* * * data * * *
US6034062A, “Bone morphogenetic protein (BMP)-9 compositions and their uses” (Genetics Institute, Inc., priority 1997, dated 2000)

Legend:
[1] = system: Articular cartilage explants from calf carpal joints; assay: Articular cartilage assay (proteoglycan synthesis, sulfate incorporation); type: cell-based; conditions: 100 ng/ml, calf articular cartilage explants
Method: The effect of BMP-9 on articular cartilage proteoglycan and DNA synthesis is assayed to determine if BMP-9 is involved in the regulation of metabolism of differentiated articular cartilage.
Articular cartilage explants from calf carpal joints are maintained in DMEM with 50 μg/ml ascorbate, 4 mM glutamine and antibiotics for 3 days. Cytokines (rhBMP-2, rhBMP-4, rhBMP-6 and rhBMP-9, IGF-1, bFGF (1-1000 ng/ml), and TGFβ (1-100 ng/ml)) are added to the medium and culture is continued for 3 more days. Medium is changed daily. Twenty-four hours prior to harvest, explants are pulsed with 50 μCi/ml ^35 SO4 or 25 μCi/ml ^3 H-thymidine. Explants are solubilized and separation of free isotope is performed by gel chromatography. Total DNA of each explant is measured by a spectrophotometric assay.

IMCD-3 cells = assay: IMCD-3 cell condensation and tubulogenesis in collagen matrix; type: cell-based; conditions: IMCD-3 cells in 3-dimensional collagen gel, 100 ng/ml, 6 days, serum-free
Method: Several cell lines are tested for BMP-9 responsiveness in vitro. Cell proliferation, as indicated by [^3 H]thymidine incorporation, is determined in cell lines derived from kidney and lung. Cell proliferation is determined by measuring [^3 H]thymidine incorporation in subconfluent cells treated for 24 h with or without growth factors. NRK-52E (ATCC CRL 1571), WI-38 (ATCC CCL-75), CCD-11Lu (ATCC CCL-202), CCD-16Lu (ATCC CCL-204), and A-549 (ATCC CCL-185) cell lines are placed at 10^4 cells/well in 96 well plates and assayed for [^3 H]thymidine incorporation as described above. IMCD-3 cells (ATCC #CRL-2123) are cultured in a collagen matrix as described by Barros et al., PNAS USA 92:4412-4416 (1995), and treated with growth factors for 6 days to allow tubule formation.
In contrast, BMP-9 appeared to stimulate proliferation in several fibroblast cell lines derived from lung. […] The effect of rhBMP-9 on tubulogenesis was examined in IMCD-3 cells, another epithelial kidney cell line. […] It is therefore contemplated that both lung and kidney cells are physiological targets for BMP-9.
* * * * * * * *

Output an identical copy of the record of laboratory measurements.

US6034062A, “Bone morphogenetic protein (BMP)-9 compositions and their uses” (Genetics Institute, Inc., priority 1997, dated 2000)

Legend:
[1] = system: Articular cartilage explants from calf carpal joints; assay: Articular cartilage assay (proteoglycan synthesis, sulfate incorporation); type: cell-based; conditions: 100 ng/ml, calf articular cartilage explants
Method: The effect of BMP-9 on articular cartilage proteoglycan and DNA synthesis is assayed to determine if BMP-9 is involved in the regulation of metabolism of differentiated articular cartilage.
Articular cartilage explants from calf carpal joints are maintained in DMEM with 50 μg/ml ascorbate, 4 mM glutamine and antibiotics for 3 days. Cytokines (rhBMP-2, rhBMP-4, rhBMP-6 and rhBMP-9, IGF-1, bFGF (1-1000 ng/ml), and TGFβ (1-100 ng/ml)) are added to the medium and culture is continued for 3 more days. Medium is changed daily. Twenty-four hours prior to harvest, explants are pulsed with 50 μCi/ml ^35 SO4 or 25 μCi/ml ^3 H-thymidine. Explants are solubilized and separation of free isotope is performed by gel chromatography. Total DNA of each explant is measured by a spectrophotometric assay.

IMCD-3 cells = assay: IMCD-3 cell condensation and tubulogenesis in collagen matrix; type: cell-based; conditions: IMCD-3 cells in 3-dimensional collagen gel, 100 ng/ml, 6 days, serum-free
Method: Several cell lines are tested for BMP-9 responsiveness in vitro. Cell proliferation, as indicated by [^3 H]thymidine incorporation, is determined in cell lines derived from kidney and lung. Cell proliferation is determined by measuring [^3 H]thymidine incorporation in subconfluent cells treated for 24 h with or without growth factors. NRK-52E (ATCC CRL 1571), WI-38 (ATCC CCL-75), CCD-11Lu (ATCC CCL-202), CCD-16Lu (ATCC CCL-204), and A-549 (ATCC CCL-185) cell lines are placed at 10^4 cells/well in 96 well plates and assayed for [^3 H]thymidine incorporation as described above. IMCD-3 cells (ATCC #CRL-2123) are cultured in a collagen matrix as described by Barros et al., PNAS USA 92:4412-4416 (1995), and treated with growth factors for 6 days to allow tubule formation.
In contrast, BMP-9 appeared to stimulate proliferation in several fibroblast cell lines derived from lung. […] The effect of rhBMP-9 on tubulogenesis was examined in IMCD-3 cells, another epithelial kidney cell line. […] It is therefore contemplated that both lung and kidney cells are physiological targets for BMP-9.